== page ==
The double-storeyed house owned by Mwanga II, the Kabaka of Buganda who fought diplomatic, political and military battles to preserve his kingdom from colonialists. He died a prisoner far away from his country in Seychelles.
This led to the invention of the idea of a European Civilisation that sprung independently from its own roots, in Ancient Greece and as an idea was developed to its highest academic formalisation from the 1830s.
In the process, the inconvenient fact -backed by much evidence from earlier European and Greek intellectuals themselves- that Ancient Greece’s civilisation was seeded by, and drank heavily from the fountains of, the much older, black African Egyptian one had to therefore be obscured. These are the roots of anti-African racism, and of politically-driven western academia.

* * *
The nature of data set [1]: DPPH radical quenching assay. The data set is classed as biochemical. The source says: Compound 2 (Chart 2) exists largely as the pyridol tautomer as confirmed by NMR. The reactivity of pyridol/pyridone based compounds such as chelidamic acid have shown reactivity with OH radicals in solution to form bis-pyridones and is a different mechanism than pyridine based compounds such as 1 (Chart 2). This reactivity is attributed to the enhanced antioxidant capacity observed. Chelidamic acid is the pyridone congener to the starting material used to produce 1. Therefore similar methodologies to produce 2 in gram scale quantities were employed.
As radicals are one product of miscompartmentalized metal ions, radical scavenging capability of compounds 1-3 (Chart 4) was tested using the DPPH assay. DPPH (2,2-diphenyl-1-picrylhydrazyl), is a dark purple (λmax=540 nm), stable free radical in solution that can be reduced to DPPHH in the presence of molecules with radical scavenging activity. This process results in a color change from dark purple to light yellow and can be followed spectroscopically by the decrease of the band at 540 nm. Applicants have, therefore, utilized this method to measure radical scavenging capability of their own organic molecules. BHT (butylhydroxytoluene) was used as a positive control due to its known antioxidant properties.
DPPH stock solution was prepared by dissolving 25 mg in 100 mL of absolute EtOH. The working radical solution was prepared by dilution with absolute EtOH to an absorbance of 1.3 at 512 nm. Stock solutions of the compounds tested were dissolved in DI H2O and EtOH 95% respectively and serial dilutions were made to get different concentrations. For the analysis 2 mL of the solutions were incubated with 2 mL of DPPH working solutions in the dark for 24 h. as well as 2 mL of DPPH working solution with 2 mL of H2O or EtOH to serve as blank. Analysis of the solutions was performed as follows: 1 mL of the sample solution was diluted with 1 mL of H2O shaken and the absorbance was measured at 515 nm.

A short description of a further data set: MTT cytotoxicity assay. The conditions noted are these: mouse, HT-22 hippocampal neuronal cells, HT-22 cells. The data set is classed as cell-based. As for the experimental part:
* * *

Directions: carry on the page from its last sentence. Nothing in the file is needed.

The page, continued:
In the more contemporary form, they sought to abolish the idea that there could be coherence in the motives and actions of any native figure from African history. The English Africanist Basil Davidson provides the example of 1920s Oxford Professor of Colonial History H. E. Egerton defending colonialism, which he described as “the introduction of order on to blank, uninteresting, brutal barbarism”, as “the right way… of dealing with the native problem”. It is Orientalism on amphetamines….